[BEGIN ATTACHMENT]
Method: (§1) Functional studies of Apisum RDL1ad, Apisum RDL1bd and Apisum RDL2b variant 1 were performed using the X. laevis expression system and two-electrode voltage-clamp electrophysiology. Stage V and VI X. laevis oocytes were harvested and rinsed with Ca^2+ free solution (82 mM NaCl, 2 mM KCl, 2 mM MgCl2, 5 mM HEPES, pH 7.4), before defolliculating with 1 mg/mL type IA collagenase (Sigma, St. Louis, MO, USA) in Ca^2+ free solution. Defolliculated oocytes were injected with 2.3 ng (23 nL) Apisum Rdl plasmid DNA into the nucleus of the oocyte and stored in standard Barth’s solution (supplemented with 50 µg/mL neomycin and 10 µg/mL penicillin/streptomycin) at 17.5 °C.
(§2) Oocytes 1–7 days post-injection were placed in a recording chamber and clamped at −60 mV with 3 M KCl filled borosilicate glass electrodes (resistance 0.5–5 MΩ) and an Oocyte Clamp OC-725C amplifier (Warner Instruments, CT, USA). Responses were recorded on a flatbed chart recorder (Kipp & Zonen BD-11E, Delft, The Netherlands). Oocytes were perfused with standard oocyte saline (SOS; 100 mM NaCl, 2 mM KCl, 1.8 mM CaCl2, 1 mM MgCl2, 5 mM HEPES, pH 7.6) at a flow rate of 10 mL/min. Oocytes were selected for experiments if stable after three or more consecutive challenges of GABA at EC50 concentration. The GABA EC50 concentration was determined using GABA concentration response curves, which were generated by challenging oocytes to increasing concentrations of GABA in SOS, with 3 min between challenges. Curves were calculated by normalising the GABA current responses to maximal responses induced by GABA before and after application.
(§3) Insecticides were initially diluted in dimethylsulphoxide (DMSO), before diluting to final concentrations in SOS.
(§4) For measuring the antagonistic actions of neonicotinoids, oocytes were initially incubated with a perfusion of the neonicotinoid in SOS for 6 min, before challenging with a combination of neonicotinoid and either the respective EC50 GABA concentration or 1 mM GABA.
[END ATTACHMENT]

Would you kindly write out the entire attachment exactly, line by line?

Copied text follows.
Method: (§1) Functional studies of Apisum RDL1ad, Apisum RDL1bd and Apisum RDL2b variant 1 were performed using the X. laevis expression system and two-electrode voltage-clamp electrophysiology. Stage V and VI X. laevis oocytes were harvested and rinsed with Ca^2+ free solution (82 mM NaCl, 2 mM KCl, 2 mM MgCl2, 5 mM HEPES, pH 7.4), before defolliculating with 1 mg/mL type IA collagenase (Sigma, St. Louis, MO, USA) in Ca^2+ free solution. Defolliculated oocytes were injected with 2.3 ng (23 nL) Apisum Rdl plasmid DNA into the nucleus of the oocyte and stored in standard Barth’s solution (supplemented with 50 µg/mL neomycin and 10 µg/mL penicillin/streptomycin) at 17.5 °C.
(§2) Oocytes 1–7 days post-injection were placed in a recording chamber and clamped at −60 mV with 3 M KCl filled borosilicate glass electrodes (resistance 0.5–5 MΩ) and an Oocyte Clamp OC-725C amplifier (Warner Instruments, CT, USA). Responses were recorded on a flatbed chart recorder (Kipp & Zonen BD-11E, Delft, The Netherlands). Oocytes were perfused with standard oocyte saline (SOS; 100 mM NaCl, 2 mM KCl, 1.8 mM CaCl2, 1 mM MgCl2, 5 mM HEPES, pH 7.6) at a flow rate of 10 mL/min. Oocytes were selected for experiments if stable after three or more consecutive challenges of GABA at EC50 concentration. The GABA EC50 concentration was determined using GABA concentration response curves, which were generated by challenging oocytes to increasing concentrations of GABA in SOS, with 3 min between challenges. Curves were calculated by normalising the GABA current responses to maximal responses induced by GABA before and after application.
(§3) Insecticides were initially diluted in dimethylsulphoxide (DMSO), before diluting to final concentrations in SOS.
(§4) For measuring the antagonistic actions of neonicotinoids, oocytes were initially incubated with a perfusion of the neonicotinoid in SOS for 6 min, before challenging with a combination of neonicotinoid and either the respective EC50 GABA concentration or 1 mM GABA.